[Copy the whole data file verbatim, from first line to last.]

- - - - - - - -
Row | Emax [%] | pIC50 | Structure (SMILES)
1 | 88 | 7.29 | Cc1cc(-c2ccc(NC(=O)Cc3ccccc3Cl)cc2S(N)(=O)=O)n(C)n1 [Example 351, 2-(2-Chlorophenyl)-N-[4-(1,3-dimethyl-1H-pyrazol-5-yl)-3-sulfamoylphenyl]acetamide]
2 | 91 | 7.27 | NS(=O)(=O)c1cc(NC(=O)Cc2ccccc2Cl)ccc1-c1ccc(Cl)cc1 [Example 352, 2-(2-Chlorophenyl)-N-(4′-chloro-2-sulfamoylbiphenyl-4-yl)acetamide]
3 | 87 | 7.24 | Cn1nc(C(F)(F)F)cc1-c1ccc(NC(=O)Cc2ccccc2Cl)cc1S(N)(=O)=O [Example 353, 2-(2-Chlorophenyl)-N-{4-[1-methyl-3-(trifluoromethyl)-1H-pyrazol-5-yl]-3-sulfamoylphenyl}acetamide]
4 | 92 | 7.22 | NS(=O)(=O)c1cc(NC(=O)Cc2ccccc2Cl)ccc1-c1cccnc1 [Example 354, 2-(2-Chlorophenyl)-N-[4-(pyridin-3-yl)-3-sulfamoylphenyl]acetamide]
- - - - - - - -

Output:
Row | Emax [%] | pIC50 | Structure (SMILES)
1 | 88 | 7.29 | Cc1cc(-c2ccc(NC(=O)Cc3ccccc3Cl)cc2S(N)(=O)=O)n(C)n1 [Example 351, 2-(2-Chlorophenyl)-N-[4-(1,3-dimethyl-1H-pyrazol-5-yl)-3-sulfamoylphenyl]acetamide]
2 | 91 | 7.27 | NS(=O)(=O)c1cc(NC(=O)Cc2ccccc2Cl)ccc1-c1ccc(Cl)cc1 [Example 352, 2-(2-Chlorophenyl)-N-(4′-chloro-2-sulfamoylbiphenyl-4-yl)acetamide]
3 | 87 | 7.24 | Cn1nc(C(F)(F)F)cc1-c1ccc(NC(=O)Cc2ccccc2Cl)cc1S(N)(=O)=O [Example 353, 2-(2-Chlorophenyl)-N-{4-[1-methyl-3-(trifluoromethyl)-1H-pyrazol-5-yl]-3-sulfamoylphenyl}acetamide]
4 | 92 | 7.22 | NS(=O)(=O)c1cc(NC(=O)Cc2ccccc2Cl)ccc1-c1cccnc1 [Example 354, 2-(2-Chlorophenyl)-N-[4-(pyridin-3-yl)-3-sulfamoylphenyl]acetamide]